Canada’s robust economy is expected to slow to a more normal pace next year. It’s also likely that the Bank of Canada (BoC) will gradually hike its key interest rate until it hits 3% in 2019, according to a new report from the Parliamentary Budget Officer (PBO).
The PBO’s report mirrors what numerous economists have been saying for months: After enjoying a period of dizzying growth in the first half of 2017, the economy is set to enter a more subdued period of growth next year.
“We project that growth in consumer spending will moderate and residential investment will continue to decline as borrowing rates rise and disposable income gains diminish,” the parliamentary watchdog said.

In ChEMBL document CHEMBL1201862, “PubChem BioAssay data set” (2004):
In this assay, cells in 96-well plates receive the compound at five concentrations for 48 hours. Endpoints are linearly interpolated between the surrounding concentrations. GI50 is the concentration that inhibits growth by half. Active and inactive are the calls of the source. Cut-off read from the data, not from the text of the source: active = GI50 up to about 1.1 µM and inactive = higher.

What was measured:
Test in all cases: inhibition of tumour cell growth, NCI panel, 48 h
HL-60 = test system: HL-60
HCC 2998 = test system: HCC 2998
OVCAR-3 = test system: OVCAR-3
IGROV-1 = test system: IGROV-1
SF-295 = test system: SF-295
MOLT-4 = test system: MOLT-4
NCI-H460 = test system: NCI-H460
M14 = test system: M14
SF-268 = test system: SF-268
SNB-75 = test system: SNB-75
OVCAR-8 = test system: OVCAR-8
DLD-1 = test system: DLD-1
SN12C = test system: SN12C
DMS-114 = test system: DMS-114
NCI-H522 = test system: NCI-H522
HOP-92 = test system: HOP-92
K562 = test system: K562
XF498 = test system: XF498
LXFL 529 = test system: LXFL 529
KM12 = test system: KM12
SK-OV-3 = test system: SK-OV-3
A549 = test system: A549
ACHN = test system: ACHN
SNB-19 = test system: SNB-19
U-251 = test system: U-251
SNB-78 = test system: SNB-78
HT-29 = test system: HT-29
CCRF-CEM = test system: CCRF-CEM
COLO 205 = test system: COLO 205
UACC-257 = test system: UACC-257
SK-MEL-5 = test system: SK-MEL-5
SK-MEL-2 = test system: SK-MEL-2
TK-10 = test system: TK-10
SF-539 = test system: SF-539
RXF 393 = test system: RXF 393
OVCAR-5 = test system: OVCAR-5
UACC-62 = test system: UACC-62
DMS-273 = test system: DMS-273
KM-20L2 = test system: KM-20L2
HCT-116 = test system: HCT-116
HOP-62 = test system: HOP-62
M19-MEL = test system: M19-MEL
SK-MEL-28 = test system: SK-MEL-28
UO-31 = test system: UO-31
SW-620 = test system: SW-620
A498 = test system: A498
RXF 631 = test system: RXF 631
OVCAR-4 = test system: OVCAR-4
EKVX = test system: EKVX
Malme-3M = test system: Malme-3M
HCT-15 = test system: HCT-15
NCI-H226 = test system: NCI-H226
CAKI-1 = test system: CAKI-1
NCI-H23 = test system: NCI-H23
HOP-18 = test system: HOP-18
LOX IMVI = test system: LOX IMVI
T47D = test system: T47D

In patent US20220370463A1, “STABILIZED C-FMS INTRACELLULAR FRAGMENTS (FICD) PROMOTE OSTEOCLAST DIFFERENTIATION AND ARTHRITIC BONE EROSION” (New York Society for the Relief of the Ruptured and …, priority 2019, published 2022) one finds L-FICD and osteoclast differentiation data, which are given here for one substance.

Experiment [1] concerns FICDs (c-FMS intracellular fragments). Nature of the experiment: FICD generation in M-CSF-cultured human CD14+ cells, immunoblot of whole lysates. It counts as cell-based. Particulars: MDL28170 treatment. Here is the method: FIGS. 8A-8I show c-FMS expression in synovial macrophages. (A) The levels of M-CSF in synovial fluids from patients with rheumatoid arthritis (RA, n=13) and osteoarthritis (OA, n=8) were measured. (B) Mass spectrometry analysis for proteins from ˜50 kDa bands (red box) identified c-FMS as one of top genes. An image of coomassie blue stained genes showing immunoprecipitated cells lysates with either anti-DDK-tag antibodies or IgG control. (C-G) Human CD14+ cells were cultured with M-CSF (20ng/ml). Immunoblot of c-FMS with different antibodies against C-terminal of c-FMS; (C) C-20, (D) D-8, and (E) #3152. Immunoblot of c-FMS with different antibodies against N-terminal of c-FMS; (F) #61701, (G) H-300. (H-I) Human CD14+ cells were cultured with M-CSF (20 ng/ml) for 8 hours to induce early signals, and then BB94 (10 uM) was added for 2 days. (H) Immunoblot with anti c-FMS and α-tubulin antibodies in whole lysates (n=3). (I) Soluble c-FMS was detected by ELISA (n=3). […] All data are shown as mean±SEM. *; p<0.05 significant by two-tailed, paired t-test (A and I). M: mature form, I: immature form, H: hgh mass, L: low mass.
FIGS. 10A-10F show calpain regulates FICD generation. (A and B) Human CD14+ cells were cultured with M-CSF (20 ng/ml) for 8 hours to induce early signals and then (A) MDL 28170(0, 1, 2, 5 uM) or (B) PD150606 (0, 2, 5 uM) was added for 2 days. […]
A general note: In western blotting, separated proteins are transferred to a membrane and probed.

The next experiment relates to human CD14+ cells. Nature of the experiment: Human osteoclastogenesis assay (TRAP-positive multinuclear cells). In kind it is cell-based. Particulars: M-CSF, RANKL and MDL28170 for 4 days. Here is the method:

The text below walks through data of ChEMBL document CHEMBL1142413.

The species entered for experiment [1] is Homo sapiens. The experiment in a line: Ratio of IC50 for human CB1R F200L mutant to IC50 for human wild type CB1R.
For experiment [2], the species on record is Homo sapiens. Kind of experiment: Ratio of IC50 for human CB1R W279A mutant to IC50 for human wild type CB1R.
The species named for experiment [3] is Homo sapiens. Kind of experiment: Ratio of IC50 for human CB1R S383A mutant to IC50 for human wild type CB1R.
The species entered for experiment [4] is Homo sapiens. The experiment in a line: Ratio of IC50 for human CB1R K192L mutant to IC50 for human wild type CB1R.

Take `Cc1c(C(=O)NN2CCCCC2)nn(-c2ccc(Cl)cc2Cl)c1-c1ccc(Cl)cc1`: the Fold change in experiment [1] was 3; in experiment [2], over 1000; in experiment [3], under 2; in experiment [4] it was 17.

The PBO assumes the central bank will maintain its policy interest rate at 1% until January 2018. “We project that the Bank of Canada will gradually increase its policy rate by 25 basis points each quarter until the policy rate is returned to its … neutral level of 3.0 per cent by the end of 2019.”
This translates to more costly borrowing for consumers and homeowners across Canada.
Overall, the economic outlook “reflects the view that possible upside and downside outcomes are, broadly speaking, equally likely. In terms of downside risks, we maintain that the most important risk is weaker business investment. In terms of upside risks, we maintain that the most important risk is stronger household spending.”
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